Michael is the Director of the Graduate School USA, Government Audit Training Institute. Hes has served over forty two years in federal audit staff, management and executive positions in GAO, the Inspector General community and as Acting Inspector General of the National Endowment for the Arts. As Assistant Inspector General, Deputy Chief of Staff, Senior Resource Official/CFO, and Supervisory Forensic Auditor, U.S. EPA Office of Inspector General (OIG), he directed the EPA OIG's internal risk assessment, audit follow-up, audit and investigative planning, budget development and execution, legislative analysis, program evaluation, policy review, performance measurement and financial reporting, human resources, audit peer review, procurement, quality assurance assessments, Hotline, and cost accounting program. He led EPA OIG's strategic planning, and pioneered the application of logic models and SWOT Analysis for planning and performance measurement in the OIG, for EPA and the federal IG community. He created the President's Council for Integrity and Efficiency (PCIE) Environmental Consortium, and chaired the PCIE Government Performance and Results Act Committee.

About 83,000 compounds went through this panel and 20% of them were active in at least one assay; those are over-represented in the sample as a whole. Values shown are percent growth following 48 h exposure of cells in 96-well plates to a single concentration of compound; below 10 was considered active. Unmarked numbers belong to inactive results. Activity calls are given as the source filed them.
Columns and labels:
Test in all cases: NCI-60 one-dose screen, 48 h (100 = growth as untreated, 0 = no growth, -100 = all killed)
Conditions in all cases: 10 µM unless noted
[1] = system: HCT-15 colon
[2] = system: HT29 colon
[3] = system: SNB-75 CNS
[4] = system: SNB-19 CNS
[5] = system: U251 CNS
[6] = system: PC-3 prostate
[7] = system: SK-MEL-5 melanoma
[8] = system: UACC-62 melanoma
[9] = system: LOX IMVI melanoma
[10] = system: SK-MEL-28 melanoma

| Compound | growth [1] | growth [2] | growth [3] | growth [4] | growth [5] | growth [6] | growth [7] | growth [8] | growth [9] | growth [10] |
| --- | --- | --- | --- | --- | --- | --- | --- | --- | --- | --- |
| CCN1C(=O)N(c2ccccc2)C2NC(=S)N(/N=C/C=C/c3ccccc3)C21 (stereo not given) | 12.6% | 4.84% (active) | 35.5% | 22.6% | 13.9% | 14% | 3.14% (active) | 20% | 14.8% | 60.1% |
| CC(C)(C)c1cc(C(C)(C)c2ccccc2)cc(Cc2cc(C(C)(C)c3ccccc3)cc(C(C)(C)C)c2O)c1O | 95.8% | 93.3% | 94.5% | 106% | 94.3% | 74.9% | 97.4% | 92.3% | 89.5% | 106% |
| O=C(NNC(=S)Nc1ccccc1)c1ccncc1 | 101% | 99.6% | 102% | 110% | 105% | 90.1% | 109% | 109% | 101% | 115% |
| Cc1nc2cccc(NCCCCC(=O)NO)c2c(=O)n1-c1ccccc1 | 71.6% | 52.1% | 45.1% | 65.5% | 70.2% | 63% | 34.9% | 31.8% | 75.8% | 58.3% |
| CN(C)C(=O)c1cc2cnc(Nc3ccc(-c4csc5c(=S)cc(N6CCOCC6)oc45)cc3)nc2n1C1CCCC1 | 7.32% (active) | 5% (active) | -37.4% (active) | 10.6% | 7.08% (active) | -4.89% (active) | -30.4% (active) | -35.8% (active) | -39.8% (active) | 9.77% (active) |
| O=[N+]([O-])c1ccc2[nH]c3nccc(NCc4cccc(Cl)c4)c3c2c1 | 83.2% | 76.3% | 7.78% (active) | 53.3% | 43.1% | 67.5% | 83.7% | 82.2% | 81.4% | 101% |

Michael has a BBA and MBA in Finance and Economics from the George Washington University, attended Harvard University, the Federal Law Enforcement Training Center and the Federal Executive Institute. He is a Certified Internal Auditor, a Certified Fraud Examiner, and a former national officer of the Association of Government Accountants.